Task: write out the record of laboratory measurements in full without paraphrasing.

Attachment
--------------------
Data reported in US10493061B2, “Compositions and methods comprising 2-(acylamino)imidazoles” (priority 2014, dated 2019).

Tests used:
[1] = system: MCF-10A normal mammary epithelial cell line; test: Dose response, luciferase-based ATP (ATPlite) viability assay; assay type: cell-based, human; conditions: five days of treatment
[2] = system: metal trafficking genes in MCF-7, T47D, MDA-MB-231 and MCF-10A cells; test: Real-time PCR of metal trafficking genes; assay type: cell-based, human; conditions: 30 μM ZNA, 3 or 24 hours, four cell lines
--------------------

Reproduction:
Data reported in US10493061B2, “Compositions and methods comprising 2-(acylamino)imidazoles” (priority 2014, dated 2019).

Tests used:
[1] = system: MCF-10A normal mammary epithelial cell line; test: Dose response, luciferase-based ATP (ATPlite) viability assay; assay type: cell-based, human; conditions: five days of treatment
[2] = system: metal trafficking genes in MCF-7, T47D, MDA-MB-231 and MCF-10A cells; test: Real-time PCR of metal trafficking genes; assay type: cell-based, human; conditions: 30 μM ZNA, 3 or 24 hours, four cell lines